Unconscious bias – a bias that those that demonstrate it through their words and actions, are quite often blissfully unaware of.
For every conscious bias we hold, there are many multitudes more unconscious, illogical, hidden beliefs and assumptions whispering to us in our every waking moment. And when we come to the area of mental health, these become even more acute. In fact, this area is one in which it’s almost impossible to discuss the difference between conscious and unconscious bias. And both can do significant damage, not only to the individual concerned, but also potentially to your organisation.
The statistics show that we probably all work with someone experiencing a mental health problem. In any one year, one in four of us will experience some type of mental health issue – some mild, some less so. With the pressures upon us mounting daily, the reality is that anyone of us can have a period of time when depression, anxiety or a combination of both may impact us.
Hidden bias about people who suffer with mental illnesses, such as “These people are flaky, weak or cannot be trusted with key projects or clients” may be about the very people you are limiting the career of by assuming they cannot cope. Perhaps the very people with the key idea that will ensure success for your business. Where would be now without Steve Jobs who suffered with obsessive compulsive personality disorder? Or Winston Churchill who referred to his “black dog” and the view that it played a major role in World War II – where it was claimed that it was only a recurrent episode of depression that allowed him to realistically assess the threat of Germany.
Allowing your bias to assume that someone with a known mental health issue cannot function at work is akin to assuming a wheelchair user cannot travel. Look around you now, if you can see around 8 people it is likely that 2 of them have mental health issues, and even more likely that they are keeping it to themselves. And is it any wonder, with the comments, jokes and career damaging decisions that might happen if word got out.
We must create workplaces where we accept human frailty and not condemn others simply because they have, at this point in time, a health issue of any sort.
As part of our training workshops designed to create inclusion for all groups, we often ask leaders to explore their vulnerability. The reason for this is if I can admit and understand where I feel most vulnerable, I can better connect and support those around me that may simply be experiencing vulnerability in a different way.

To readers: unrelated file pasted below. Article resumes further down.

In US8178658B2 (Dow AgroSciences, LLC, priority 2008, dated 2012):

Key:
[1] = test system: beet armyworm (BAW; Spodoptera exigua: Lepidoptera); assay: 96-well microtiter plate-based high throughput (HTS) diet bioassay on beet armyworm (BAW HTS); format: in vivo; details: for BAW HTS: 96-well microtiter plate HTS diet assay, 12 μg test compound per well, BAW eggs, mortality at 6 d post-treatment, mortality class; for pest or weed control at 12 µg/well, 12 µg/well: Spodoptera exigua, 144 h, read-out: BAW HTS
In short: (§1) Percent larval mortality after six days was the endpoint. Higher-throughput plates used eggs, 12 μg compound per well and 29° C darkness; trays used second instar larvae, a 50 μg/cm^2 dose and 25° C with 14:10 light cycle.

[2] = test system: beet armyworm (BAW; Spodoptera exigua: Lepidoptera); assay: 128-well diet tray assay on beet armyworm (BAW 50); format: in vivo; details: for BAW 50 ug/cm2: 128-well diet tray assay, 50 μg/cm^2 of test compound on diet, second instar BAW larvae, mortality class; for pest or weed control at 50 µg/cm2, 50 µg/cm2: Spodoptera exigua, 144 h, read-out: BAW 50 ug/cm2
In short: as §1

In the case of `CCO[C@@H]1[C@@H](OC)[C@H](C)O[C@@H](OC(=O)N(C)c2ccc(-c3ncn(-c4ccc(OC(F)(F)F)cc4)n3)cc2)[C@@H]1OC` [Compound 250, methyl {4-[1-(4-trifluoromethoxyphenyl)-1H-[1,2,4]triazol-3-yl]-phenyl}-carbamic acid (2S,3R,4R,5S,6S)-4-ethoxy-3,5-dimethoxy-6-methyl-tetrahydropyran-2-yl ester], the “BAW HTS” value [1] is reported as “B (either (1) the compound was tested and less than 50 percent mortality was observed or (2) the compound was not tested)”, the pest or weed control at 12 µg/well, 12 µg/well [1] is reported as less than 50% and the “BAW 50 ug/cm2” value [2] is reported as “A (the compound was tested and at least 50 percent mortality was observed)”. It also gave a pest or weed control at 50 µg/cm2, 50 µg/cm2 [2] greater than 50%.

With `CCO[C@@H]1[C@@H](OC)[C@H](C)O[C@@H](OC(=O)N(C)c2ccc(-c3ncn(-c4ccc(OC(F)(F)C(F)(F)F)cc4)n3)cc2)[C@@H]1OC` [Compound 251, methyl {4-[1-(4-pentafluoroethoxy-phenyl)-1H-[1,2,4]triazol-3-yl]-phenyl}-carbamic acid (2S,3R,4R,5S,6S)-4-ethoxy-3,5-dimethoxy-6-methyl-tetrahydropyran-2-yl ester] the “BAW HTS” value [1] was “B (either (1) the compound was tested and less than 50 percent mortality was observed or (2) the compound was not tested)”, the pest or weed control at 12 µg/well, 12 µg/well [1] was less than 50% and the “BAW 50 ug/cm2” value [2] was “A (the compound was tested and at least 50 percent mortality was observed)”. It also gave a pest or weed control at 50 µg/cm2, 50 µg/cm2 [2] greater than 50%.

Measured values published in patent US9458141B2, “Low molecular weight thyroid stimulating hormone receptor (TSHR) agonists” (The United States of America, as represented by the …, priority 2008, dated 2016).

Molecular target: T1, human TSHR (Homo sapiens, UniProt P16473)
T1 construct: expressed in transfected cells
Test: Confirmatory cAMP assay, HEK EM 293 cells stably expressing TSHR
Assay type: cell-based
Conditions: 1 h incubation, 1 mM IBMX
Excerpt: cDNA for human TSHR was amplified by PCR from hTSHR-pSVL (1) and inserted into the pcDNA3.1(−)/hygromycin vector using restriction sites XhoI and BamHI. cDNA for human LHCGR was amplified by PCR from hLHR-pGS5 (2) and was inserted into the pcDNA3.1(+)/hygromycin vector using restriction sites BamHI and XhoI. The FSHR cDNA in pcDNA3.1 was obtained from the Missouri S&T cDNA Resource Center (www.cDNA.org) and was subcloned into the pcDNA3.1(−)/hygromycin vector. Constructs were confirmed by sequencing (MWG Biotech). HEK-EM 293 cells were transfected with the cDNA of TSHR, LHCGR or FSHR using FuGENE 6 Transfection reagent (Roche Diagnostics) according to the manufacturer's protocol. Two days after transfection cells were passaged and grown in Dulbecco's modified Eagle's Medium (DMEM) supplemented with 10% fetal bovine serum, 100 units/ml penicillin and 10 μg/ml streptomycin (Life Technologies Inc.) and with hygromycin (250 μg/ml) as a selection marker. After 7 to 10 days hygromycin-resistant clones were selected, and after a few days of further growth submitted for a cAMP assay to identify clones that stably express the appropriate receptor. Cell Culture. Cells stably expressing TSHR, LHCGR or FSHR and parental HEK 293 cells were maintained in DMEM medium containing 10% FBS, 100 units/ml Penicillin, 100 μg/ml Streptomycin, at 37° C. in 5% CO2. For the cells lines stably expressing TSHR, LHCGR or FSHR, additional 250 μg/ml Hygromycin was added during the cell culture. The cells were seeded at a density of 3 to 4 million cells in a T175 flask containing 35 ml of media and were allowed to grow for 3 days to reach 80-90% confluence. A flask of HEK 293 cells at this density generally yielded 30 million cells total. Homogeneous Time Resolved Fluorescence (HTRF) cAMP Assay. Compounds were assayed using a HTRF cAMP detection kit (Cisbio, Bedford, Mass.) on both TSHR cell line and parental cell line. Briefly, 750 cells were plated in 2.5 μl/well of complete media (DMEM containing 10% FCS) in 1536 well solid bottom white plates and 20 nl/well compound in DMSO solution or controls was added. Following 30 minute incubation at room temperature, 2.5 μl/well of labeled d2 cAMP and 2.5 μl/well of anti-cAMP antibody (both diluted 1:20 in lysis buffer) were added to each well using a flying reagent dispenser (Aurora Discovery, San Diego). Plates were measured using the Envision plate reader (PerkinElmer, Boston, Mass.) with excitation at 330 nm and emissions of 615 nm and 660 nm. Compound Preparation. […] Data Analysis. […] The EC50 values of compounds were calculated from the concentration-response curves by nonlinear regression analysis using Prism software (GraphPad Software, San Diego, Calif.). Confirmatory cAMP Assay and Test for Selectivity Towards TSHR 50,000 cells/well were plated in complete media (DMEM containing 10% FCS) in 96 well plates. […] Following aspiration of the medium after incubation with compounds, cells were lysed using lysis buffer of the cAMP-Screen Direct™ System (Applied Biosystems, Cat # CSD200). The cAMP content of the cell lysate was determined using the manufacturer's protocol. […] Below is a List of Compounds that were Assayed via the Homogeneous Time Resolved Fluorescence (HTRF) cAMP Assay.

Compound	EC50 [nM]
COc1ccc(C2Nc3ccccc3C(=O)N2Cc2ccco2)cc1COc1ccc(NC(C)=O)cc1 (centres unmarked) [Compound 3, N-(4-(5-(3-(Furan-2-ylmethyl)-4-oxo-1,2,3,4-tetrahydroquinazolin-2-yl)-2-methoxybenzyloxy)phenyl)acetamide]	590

So what should organisations practically do?
Firstly, there must be some acknowledgement that bias exists; raising awareness and starting conversations is the first step to preventing discrimination and offering a truly inclusive environment for everyone to have the space to be themselves.
Secondly, sharing some of the statistics mentioned here in a non-judgmental way, reminding your team, and yourself that someone experiencing this is likely to be sitting not so very far away from where you are right now.
Thirdly, discover more about the issues, offer great workshops and resources designed to reduce the stigma.
Fourthly, discourage any jokes, comments or stereotypical judgements around mental health. Actively doing this creates a safe space for those needing support to get through a tough time to openly approach you.
Finally, when a colleague or team members does approach you, remember – no assumptions. Deal with that colleague in the same way you would with anyone sharing the fact that they are ill with you. Support, listen and ask how they want you to help.
Reducing unconscious bias around mental health must be addressed. We cannot ignore a subject that is so prevalent in our workplaces, any more than we can ignore our bias against it.
Angela Peacock is the dynamic Chair of the People Development Team, an award-winning global training organisation, specialising in leading-edge virtual delivery.